Team boss Stapleton says there's more success to come
Columbia-HTC put on their most impressive performance of the Tour de France as Mark Cavendish and Mark Renshaw delivered a one-two display in the final stage on the Champs Élysées. Their performance left the remaining sprinters trailing in their wake and team boss Bob Stapleton warning that there was more to come.
It was Cavendish’s sixth stage victory of the race and meant that he has now collected ten Tour stage wins in his short career. "I think six stage wins and a great performance by Tony Martin is thrilling. It's more of what we’ve been doing all year with a lot of wins and riding at the front and we’ve been a generally competitive team from start to finish," Stapleton said in Paris.
Despite such success, Stapleton added that the team will not rest on their laurels, with the new formations of Sky HD and Lance Armstrong’s RadioShack entering the sport in 2010. The new arrivals have sparked the possibility of many of Stapleton’s young and talented riders turning their gaze to a big money move or the chance to ride with the seven-time winner.
"Monday is the start of next season for us and you can always improve. We’ve had a lot of success and that will carry on for the rest of this year by just doing what we’re doing, but we’re hard at work on 2010."
"I'm not concerned," said Stapleton when asked if some of his rider might leave the Columbia team. "I think it’s a good thing. Five or six guys may leave but we’ll bring in five or six more and the team will grow. We’ll bring in riders that fit in and we can develop."
Stapleton’s policy on youth development has been good. Cavendish aside, he has helped the progress of Edvald Boasson Hagen, as well as Tony Martin, who held the white jersey for the best young rider in the Tour for fourteen straight days. In 2008 several riders including Gerald Ciolek, Linus Gerdemann and Bradley Wiggins left the team, with only the latter having a successful Tour this year.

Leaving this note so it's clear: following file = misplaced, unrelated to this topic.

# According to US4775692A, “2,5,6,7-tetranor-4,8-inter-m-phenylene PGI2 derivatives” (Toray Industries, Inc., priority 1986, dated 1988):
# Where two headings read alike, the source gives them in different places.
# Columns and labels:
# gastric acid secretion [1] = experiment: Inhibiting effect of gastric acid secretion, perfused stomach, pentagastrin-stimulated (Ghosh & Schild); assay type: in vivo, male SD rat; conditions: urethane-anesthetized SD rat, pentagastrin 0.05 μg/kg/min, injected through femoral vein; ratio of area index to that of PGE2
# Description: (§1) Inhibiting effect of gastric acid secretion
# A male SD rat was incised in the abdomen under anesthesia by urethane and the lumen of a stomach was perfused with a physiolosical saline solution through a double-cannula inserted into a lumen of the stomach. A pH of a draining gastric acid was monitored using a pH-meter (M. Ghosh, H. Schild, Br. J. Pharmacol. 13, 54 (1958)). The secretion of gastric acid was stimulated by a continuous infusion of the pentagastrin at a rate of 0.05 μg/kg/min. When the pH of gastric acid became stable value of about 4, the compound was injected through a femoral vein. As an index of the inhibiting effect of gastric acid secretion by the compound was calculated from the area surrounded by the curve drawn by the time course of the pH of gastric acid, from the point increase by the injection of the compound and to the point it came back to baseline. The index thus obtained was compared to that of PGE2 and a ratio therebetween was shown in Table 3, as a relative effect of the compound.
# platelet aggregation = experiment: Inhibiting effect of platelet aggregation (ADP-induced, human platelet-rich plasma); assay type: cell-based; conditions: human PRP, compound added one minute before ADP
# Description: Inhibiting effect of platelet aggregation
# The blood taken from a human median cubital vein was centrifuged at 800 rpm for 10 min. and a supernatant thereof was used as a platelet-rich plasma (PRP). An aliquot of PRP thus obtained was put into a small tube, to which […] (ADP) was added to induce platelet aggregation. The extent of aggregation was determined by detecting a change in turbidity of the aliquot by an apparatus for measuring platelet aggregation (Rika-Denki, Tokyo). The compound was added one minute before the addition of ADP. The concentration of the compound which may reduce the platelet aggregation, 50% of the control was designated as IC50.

"We look at the whole package; of guys that can move up a level and to try and get as much leadership out of our veteran riders as we can. That’s the formula for the team and the success is in the balance of that. We have to be really smart with how all the pieces come together.
"Every young athlete that has talent wants to be on this team. I’ve got far more interest than I’ve got space available so I feel like there’s a clear recognition of the quality and support. So I don’t worry about the competition of other teams."
Columbia, Stapleton added, pride themselves on their diverse line up of riders, something that he says can be demonstrated by the twenty international flags splashed along their team bus. "We market it internationally. We’re not a British team or an American team. We draw from the whole talent pool. I have a Slovakian kid joining, one from Denmark, America and Belgium.
"We select based on merit and not passport and it’s a huge advantage. Some teams focus on a small pool of riders, but I like the multicultural feel to the team. I like the fact that there twenty flags on our bus and not one."
For images of Mark Cavendish's Tour de France click here